Corporate rules required that we fly business class on any travel over 8 hours 
total air time.  That meant that any time I left the USA I was flying business 
class.  I could also control who I booked on, so since most of my travel was to 
Asia and the Middle East I stuck with Northwest and KLM - KLM was a mandatory 
for security reasons, we couldn’t use any other carriers to the Middle East 
with the exception of El Al, who, of course, had a limited number of 
destinations in that part of the world.

Since NWA and KLM code shared and were partners, I was able to corral my miles 
into one big honking account.  This was also back in the day where NWA issued a 
20,000 mile voucher for every 20k you earned, good for one domestic airfare in 
the US.  You could “stack” them to use for upgrades and international travel as 
well.  Because they could be endorsed over, there was a very brisk secondary 
market for them, too.

I think I sold six or eight of them in a lump to a ticket broker the year we 
built our house in Port Washingon, WI for something like $5,000.  They were 
good for two first class trips to Europe at that amount, I believe.

I made Platinum every year I flew, and back then getting first class upgrades 
was pretty easy and automatic for Platinum members. I don’t think I flew coach 
for 6-7 years straight.  My international travel kept me in first class on all 
my domestic flights, which really made it nice.

747s were configured differently for different carriers.  NWA and KLM had 
business class on the upper deck and first class in the nose.  That was nice, 
as it kept all the riff-raff from wandering through the cabin and having to 
have the flight attendants shoo them out.

Dan who doesn’t care to travel at all now….

> On Jun 22, 2015, at 4:06 PM, Rich Thomas via Mercedes <> 
> wrote:
> I paid for those upgrades many times.  It was interesting, when the small 
> company I worked for opened an office near London some travel agent, I think 
> an Indian guy the company owner knew, gave us 5 BA gold cards in exchange for 
> booking flights through him.  I snagged one and that got me biz class one 
> way, then I had to fly coach coming back which was ugly.
> When I went to Lotus we could fly biz class internationally, so in going to 
> England and Yurp I flew BA and got first-class upgrades since we bought biz 
> class, and I had the gold card.  That was both ways, which was very nice, and 
> being able to use the first class/Concorde lounges was great too.  I always 
> sat with the "big boys" on the upper deck on the 747s and they wondered how I 
> managed that, I never told them so they thought I was magic or something.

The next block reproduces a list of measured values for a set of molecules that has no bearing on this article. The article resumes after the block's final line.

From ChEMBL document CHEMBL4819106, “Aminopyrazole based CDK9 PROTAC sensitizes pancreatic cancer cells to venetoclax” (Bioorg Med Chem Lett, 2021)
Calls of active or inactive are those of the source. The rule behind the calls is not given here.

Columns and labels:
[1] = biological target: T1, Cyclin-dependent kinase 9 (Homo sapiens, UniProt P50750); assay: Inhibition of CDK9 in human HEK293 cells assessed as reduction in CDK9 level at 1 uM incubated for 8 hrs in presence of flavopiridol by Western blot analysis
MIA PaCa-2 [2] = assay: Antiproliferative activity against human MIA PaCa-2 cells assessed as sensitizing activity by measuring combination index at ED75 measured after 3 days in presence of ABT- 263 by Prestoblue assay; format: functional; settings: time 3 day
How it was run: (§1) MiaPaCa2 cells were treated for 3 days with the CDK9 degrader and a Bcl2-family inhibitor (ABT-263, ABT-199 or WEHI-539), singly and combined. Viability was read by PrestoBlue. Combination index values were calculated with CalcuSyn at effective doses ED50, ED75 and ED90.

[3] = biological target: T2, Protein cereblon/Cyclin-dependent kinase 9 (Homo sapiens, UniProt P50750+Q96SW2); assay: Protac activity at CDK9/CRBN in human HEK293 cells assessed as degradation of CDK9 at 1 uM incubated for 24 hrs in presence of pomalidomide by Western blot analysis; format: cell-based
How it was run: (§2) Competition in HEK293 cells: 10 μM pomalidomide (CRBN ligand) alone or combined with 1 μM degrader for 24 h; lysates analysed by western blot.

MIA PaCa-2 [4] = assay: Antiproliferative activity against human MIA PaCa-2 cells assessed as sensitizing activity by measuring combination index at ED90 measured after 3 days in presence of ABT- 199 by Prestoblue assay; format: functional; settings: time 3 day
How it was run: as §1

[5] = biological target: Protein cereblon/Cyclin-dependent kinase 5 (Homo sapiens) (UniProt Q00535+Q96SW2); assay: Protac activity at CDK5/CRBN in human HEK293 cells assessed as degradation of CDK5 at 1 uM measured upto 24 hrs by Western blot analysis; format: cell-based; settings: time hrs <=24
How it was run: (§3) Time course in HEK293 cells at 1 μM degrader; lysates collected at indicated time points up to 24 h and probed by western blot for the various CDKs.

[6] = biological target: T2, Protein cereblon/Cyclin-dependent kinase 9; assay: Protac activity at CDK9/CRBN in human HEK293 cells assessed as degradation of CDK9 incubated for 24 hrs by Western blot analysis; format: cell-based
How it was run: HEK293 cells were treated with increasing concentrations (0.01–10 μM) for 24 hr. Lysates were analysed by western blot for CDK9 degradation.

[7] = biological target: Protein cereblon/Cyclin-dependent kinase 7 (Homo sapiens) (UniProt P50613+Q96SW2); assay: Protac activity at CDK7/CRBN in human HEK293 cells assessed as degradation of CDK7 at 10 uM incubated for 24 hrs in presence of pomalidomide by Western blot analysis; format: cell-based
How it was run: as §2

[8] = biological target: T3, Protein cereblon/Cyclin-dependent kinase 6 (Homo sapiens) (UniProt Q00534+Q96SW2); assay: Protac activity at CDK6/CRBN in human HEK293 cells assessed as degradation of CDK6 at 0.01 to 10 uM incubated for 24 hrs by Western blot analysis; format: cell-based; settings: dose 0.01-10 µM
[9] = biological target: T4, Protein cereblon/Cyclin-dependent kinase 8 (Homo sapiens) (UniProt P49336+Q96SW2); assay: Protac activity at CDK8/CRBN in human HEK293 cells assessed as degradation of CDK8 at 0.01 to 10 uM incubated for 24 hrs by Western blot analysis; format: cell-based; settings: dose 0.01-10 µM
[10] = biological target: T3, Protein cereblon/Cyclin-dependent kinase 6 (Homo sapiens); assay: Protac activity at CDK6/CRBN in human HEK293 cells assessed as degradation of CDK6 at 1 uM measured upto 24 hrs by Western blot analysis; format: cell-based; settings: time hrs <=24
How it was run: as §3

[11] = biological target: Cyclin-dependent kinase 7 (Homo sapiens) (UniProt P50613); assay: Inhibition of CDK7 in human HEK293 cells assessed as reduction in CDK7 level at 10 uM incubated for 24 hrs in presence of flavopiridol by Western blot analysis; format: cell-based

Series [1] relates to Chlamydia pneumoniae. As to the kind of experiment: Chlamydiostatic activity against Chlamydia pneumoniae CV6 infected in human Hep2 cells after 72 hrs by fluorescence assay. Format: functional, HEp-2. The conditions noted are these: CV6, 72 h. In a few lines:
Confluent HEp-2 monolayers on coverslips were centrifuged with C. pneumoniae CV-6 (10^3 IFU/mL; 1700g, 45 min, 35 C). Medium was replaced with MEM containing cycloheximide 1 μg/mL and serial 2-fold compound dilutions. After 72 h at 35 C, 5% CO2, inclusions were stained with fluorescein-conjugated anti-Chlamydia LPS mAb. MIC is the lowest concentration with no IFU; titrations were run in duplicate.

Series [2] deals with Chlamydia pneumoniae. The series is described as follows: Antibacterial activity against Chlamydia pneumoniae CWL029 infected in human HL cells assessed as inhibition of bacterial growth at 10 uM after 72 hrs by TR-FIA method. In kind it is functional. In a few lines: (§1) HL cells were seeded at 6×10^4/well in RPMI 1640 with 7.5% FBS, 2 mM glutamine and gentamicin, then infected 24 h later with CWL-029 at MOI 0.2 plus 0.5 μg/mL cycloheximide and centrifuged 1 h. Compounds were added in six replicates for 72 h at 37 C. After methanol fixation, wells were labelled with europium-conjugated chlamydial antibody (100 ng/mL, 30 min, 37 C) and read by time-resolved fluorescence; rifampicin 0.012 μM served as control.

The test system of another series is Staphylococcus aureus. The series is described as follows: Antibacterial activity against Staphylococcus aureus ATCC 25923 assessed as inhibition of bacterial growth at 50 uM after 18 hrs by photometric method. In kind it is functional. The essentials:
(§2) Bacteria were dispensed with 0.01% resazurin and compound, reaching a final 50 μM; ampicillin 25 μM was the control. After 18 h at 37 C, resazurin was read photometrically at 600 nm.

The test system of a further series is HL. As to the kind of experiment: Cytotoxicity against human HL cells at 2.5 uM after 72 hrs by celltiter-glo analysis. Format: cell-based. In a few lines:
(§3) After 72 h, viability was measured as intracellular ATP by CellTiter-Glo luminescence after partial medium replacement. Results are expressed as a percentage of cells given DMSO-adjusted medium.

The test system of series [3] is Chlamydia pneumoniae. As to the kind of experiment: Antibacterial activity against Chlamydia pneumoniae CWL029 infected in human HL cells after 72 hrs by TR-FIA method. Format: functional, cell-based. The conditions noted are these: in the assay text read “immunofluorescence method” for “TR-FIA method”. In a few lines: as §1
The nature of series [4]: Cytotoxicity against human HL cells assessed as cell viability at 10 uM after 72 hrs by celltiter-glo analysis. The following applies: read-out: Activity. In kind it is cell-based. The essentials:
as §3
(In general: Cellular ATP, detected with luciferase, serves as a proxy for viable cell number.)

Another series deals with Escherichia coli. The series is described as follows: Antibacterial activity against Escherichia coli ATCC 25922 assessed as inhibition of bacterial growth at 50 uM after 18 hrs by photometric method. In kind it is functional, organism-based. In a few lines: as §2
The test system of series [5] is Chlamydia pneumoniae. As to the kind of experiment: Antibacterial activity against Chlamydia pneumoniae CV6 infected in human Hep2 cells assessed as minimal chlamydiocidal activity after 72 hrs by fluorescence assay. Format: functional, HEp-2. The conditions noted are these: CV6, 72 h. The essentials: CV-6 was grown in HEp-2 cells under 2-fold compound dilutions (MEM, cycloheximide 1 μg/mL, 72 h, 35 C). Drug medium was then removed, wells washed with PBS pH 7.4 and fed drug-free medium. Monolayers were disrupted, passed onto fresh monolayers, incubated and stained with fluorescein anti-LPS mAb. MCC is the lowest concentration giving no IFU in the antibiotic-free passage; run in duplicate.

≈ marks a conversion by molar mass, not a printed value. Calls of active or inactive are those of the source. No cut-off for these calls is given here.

> That was pretty funny.  The scotch drinking came in handy as one of the SVPs 
> enjoyed drinking and conversing and he was pretty funny (this was the guy who 
> liked to scratch and rearrange his gentlemanly components in meetings and 
> drove a Porch Turbo, he was pretty much a pig but entertaining).
> At some point I cashed in miles for my wife and daughter and me to go to 
> London and Greece on BA, biz class for my wife and me, and my daughter got a 
> coach seat which was OK as she was only like 13 or 14.  We got to the club at 
> HOU, where we had moved to, and checked in, I asked if there were any other 
> seats open, and the girl got upgraded too (I just gave her the boarding pass, 
> when she saw where she was sitting she let out a whoop and the FAs thought 
> that was great so they treated her like Lady Die).  Went to the lounge at LHR 
> on the way back and same thing, so we did quite well.  I always liked BA, the 
> people were always really nice.
> That was pretty much the last I went to yurp, so now relegated to cattle 
> class again, but recently on my trip to Belize I managed to scam some extra 
> legroom and exit seats without paying the upgrade, which was awesome because 
> I really could not fit in the "new" coach seats.  No food and drinkies 
> though, boo.
> --R
> On 6/22/15 3:17 PM, Dan Penoff via Mercedes wrote:
>> Ahhh, didn’t know that part.
>> When I was awake I would often take laps around the coach cabin when the 
>> carts weren’t out.  Nice to see how the other half lived.
>> Dan
>>> On Jun 22, 2015, at 2:57 PM, Rich Thomas via Mercedes 
>>> <> wrote:
>>> You have to drink lots of plain water with the Scottish water, which forces 
>>> you to get up every now and then to go to the head, which is good as it 
>>> keeps the blood flowing in the limbs.  So, you see, it is healthy to drink 
>>> lots of Scotch whisky on long airplane flights!
>>> --R
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